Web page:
What makes Unitarians (or Unitarian-Universalists) different?

Our openness. We don't claim to have answers to life's mysteries. Instead, a Unitarian’s challenge is to discover life's meaning for him or herself. But none of us is alone in this task. We help each other in many ways, including sharing our discoveries and our questions. And we have fun at the same time!


What do its members think of the Unitarian Fellowship of Sarnia and Port Huron?

Surveys tell us that our members value our community most of all. We offer a place of comfort for people whose spirituality doesn't always fit within the confines of traditional religion, or within any religion. We are gentle with each other, respect each others' beliefs (or non-belief) and encourage each other in our individual spiritual journeys.


What is the religious background of our members and friends?

To some extent, the Unitarian Fellowship is a haven for spiritual refugees. Most of our members were raised in another faith, but found they couldn't accept the beliefs they were expected to adopt. Other members are not religious in the conventional sense; many do not believe in God. However, they are interested in meaning, in morality, in the larger questions of life and we talk about deep issues without fear of censure.


Is everyone welcome?

Yes. One of our core principles is respect for everyone. Whether black, white, gay, straight, Christian, atheist ... it doesn't matter. The only people who find it difficult to fit in are those who are certain that their way is the right way, and demand that others follow suit.


How many members does the UFSPH have?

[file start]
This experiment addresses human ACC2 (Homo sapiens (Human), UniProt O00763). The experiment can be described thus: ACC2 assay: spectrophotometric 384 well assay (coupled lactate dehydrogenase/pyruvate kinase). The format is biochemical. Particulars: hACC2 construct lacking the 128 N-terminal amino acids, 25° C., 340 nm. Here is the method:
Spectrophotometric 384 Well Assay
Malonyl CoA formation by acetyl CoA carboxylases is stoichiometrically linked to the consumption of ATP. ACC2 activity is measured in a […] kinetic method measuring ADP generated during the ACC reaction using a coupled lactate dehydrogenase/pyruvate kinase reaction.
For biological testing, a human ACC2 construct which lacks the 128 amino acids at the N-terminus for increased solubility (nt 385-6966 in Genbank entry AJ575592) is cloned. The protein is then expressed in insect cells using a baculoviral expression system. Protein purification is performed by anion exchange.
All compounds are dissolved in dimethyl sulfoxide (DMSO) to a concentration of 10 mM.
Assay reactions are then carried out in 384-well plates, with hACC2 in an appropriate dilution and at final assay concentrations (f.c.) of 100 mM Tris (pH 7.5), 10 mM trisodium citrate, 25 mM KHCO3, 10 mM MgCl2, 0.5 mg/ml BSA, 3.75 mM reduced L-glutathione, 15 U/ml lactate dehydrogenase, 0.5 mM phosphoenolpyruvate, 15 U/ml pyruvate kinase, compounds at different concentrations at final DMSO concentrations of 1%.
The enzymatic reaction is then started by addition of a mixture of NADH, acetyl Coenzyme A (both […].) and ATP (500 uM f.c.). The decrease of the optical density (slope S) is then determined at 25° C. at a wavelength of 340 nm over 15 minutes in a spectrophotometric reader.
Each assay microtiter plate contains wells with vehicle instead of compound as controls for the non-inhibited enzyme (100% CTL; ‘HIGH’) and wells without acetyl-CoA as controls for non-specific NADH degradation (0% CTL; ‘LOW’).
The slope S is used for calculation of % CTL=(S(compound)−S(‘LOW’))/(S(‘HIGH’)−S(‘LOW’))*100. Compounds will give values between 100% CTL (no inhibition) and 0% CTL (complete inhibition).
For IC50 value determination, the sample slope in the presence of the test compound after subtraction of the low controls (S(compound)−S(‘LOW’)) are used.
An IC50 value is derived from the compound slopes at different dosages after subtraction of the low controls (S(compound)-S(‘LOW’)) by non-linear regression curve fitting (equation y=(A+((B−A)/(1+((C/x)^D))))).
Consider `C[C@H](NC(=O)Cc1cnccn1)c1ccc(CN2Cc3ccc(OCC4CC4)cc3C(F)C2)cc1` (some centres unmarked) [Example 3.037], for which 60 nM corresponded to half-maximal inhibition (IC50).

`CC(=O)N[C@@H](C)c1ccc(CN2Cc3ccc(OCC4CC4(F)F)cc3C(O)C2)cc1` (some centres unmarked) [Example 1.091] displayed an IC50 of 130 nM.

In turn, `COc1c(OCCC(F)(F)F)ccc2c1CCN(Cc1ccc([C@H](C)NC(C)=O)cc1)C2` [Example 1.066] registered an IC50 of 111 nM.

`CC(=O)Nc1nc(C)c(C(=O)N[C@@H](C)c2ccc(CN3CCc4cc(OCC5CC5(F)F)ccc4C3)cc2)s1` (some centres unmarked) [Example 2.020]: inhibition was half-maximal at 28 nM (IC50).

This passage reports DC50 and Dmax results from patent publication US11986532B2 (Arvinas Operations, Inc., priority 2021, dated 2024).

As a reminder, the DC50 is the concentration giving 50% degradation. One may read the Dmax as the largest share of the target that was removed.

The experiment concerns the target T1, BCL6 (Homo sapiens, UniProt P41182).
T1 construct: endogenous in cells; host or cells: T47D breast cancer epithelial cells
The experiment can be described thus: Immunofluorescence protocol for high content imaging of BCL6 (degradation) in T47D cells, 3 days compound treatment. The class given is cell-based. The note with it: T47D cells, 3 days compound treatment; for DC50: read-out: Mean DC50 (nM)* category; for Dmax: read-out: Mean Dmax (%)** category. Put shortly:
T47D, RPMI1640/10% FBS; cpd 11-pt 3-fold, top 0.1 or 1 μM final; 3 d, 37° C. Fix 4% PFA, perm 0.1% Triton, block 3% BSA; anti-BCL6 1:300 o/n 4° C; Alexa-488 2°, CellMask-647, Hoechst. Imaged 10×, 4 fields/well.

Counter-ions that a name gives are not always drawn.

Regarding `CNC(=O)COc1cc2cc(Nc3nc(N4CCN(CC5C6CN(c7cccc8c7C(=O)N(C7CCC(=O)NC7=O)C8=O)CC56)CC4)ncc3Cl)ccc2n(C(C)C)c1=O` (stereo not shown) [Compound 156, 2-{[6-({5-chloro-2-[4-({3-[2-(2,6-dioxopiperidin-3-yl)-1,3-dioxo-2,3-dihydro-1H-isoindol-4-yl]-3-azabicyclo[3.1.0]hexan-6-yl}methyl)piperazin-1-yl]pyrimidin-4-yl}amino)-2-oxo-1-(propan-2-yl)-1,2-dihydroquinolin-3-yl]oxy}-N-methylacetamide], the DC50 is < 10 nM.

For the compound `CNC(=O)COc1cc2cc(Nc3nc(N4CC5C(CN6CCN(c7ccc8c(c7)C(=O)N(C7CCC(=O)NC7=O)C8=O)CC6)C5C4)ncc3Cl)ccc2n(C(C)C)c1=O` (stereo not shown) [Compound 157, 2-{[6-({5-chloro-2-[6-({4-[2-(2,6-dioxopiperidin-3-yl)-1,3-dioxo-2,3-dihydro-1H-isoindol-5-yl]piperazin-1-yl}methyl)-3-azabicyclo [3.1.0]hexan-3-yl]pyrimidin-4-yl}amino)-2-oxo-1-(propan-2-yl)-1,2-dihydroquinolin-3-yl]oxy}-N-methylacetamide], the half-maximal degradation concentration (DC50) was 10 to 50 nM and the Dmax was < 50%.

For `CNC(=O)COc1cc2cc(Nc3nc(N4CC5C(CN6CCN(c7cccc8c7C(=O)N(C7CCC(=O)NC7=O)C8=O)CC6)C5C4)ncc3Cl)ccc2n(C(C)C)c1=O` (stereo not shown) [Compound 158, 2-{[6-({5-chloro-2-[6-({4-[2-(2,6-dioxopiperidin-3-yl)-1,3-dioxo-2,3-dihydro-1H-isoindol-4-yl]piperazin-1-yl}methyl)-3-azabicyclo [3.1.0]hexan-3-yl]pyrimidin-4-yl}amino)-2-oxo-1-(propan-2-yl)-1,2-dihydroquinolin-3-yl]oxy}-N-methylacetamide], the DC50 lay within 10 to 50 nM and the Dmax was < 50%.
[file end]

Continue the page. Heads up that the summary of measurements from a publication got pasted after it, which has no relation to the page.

We have over 40 members, and a significant number of others who are friends and supporters. The congregation is small and intimate. We have no plans to become a "megachurch." We come from both the Sarnia area and the Port Huron area (where the Fellowship was founded in 1956). Everyone enjoys our special Canadian-American bond!


When are services?

From 11 a.m. – 12 Noon. on Sunday. We have coffee and goodies following the service, so plan on staying afterwards to chat and make friends. On the 4th Sunday of every month we have a lunch of home-made soup and bread.


Where are services?

In the main floor meeting room (Kiwanis Room) of the Lochiel Kiwanis Community Centre, 180 College Ave. N. There is a map on the home page.


What is the dress code?

Dress is casual. Jeans and a casual shirt are fine. Some people dress more formally, so you can too, if you want.


If I visit, can I bring my children?

Of course! The children enjoy being present with the adults for the first half hour of the service to sing, share a “story for all ages” and light candles of joys and concerns before leaving for the second 30 minutes or so for a varied program with volunteer leaders.


What should the kids wear?

Something they can play in.


If I visit, will there be a 'hard sell?'

No. We value and respect free choice. In fact, the right of personal conscience is another of our core principles.


If I visit, should I put money in the offering basket?

That's up to you. You can add a few dollars if you want, or nothing at all.


Is there a central organization?

Yes. We are a member of the Canadian Unitarian Council (www.cuc.ca), the parent body of almost 50 congregations across Canada. We are also an associate member of the Unitarian Universalist Association (www.uua.org), representing almost a quarter of a million Unitarians (Unitarian-Universalists) in the United States.